One of the hardest things when it comes to software development is testing. Helping developers test a beta version of their apps and services, can significantly improve the quality of code and accelerate progress. In early August DuckDuckGo started testing out their new email protection feature. Since I’m a DuckDuckGo user I’ve decided to help out developers with joining their beta program.
Firstly, I have to thank Alexey for allowing me to write for TestingCatalog. It’s an honor to be able to host a post on such an awesome website. I’ve been a big fan of TestingCatalog and I completely love Alexey’s work.
For those of you who don’t know me, my name is Zan and I’m the creator of Zheano Blog. I absolutely love writing, and recently event talking, about technology. Zheano Blog is all about tech, wallpapers, interesting ideas and more.
Back in the golden Google Plus days, I was a huge fan of beta features. I loved exploring, finding and testing out unreleased features and apps. I think there’s this special feeling whenever you’re trying out something new. Sometimes discovering new features is like getting a new gadget, all brand new and shiny.
I’ve been testing Android beta’s for years and I just can’t describe the feeling when I installed a fresh beta image on my barely working Nexus 6P. Many times I was invited to test unreleased apps and I quite enjoyed the experience. Today, I don’t test as much as I used to, but I love that blogs like TestingCatalog exist, so I can always be updated about new and upcoming features.
In the past few years, I’ve shifted my focus from testing and discovering new features to privacy. I believe that privacy is a new internet frontier us, geeks, must defend. I loved beta testing because it gave me a sense of community and satisfaction of having something unavailable to the public. With privacy, everyone should be able to feel private and safe online.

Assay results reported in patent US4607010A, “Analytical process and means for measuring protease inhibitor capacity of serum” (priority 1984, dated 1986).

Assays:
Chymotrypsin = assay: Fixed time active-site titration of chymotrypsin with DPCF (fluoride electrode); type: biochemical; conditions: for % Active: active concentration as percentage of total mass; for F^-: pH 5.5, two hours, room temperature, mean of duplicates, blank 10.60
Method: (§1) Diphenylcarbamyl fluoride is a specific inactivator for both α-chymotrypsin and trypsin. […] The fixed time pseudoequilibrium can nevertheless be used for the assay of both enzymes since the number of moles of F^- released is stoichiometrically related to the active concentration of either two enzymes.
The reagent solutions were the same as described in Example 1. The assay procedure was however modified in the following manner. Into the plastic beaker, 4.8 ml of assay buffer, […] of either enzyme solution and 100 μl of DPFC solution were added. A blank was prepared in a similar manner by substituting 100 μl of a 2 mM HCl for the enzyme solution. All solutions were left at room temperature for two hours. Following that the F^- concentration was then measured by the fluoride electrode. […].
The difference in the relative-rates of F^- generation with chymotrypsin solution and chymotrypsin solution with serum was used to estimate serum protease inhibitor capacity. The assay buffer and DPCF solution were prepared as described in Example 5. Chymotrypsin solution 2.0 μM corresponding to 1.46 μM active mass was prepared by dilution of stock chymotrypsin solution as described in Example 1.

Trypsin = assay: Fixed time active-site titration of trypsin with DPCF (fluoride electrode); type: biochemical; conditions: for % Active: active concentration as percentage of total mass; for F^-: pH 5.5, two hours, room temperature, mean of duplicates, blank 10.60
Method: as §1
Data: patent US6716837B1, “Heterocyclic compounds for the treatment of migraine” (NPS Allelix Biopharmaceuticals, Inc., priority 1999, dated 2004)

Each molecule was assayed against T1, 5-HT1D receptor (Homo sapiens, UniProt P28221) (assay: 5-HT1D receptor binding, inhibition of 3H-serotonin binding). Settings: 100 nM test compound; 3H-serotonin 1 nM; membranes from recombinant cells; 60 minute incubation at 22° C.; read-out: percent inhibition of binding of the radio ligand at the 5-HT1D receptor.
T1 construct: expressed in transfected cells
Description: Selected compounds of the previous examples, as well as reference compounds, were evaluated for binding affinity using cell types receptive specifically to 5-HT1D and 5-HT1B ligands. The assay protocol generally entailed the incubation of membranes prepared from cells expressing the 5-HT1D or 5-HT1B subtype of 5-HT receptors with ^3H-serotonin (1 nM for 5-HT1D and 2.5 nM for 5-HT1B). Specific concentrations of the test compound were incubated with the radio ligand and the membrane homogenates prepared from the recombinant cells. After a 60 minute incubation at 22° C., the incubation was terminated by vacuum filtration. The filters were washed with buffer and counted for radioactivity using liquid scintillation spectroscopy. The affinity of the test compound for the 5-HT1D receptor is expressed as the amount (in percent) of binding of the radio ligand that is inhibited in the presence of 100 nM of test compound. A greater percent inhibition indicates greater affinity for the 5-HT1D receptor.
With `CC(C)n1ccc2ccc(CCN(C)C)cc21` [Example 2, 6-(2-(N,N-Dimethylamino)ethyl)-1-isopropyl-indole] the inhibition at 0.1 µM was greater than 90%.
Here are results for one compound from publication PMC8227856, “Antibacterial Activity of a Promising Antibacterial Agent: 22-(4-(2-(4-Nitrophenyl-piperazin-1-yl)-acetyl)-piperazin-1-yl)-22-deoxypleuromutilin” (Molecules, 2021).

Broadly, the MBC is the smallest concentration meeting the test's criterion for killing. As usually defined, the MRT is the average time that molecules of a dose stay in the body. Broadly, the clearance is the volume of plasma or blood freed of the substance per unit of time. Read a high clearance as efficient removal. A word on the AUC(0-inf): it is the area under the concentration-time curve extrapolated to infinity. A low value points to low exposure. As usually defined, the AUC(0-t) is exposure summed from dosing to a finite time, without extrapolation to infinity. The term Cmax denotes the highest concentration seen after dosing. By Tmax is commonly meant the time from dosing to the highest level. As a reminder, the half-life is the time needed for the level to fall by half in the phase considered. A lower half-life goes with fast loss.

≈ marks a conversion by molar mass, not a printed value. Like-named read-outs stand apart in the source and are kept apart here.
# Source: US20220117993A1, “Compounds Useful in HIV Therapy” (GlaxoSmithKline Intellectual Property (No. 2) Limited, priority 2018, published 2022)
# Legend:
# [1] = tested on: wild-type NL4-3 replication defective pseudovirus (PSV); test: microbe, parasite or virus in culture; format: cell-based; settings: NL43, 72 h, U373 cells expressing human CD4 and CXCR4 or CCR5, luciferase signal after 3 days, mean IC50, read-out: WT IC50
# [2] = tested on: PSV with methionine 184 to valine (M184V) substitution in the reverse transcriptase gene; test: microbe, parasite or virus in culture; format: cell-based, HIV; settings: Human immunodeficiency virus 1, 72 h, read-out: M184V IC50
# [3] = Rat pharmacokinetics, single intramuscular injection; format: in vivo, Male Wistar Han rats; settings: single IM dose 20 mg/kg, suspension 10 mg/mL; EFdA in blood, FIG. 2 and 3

In my opinion privacy, today is very neglected when it comes to software development advancements. We’re at the crossroads where the tech community can choose privacy as a default or no privacy at all. Even though journalists usually talk about an “average” consumer, I think early testers and enthusiasts have a much greater influence on the product's future development.
TestingCatalog is one of the most influential blogs when it comes to beta testing and early release features. The next decade is going to be crucial for beta testers, early adopters and enthusiasts to challenge the developers for a more private alternative.
So I’ve been testing out DuckDuckGo’s new email protection feature for almost a month now. To be completely honest, I didn’t expect it to work so well as it did. I had a full-on experience using DuckDuckGo’s default app on my smartphone and the DuckDuckGo Privacy Essentials extension on my browser.
I have to mention that Alexey already wrote about DuckDuckGo’s new privacy features. You can read his post here. In this article, I want to give away some of my own opinions and experiences I had with the new privacy features from DuckDuckGo.
DuckDuckGo has been my default search engine for a couple of years now. I’ve been using it on and off, but for the past year or so I’m quite satisfied with the service. I wouldn’t recommend DuckDuckGo to everyone, but if you want to try something new, you might be surprised by the difference in the results compared to Google.
I actually signed up for around 2-3 services using the randomly generated email - a new feature from DuckDuckGo. This feature is one of the best email-related features I’ve used in a long time. It’s so seamless and easy to use. The accessibility standpoint of this feature represents a genuine leap in what privacy tools should be.
Whenever I received an email via my @duck.com address and the email contains a tracker, I get this message at the top of the email. It’s a good experience since the message is visible to the everyday user, while also suggesting everything was already done for you.
If you decide to click on the banner you get redirected to a website shown in the picture below. DuckDuckGo gave me all of the important information about the trackers removed and the option to stop receiving emails to my private Duck Address.
An option to stop receiving annoying emails from spammy newsletters is just amazing. Now I can finally feel to share my randomized DuckDuckGo email address without worrying about spam in my inbox.
I believe that with my beta testing I can help DuckDuckGo and others improve their services for the masses. Even today, I believe this DuckDuckGo’s new feature is stable enough that I can recommend it to everyone. This feature is genuinely useful to me in my day-to-day life. I feel honored that I could test this DuckDuckGo’s new feature. I also feel extremely grateful to be able to post this guest post on TestingCatalog. Now that you know about the Private Duck Address you might want to consider subscribing to Zheano Letter, my tech newsletter - however, I do offer an unsubscribe button that actually works.
Alexey, a big thank you for having me on your blog. I absolutely love your content, keep up the good work!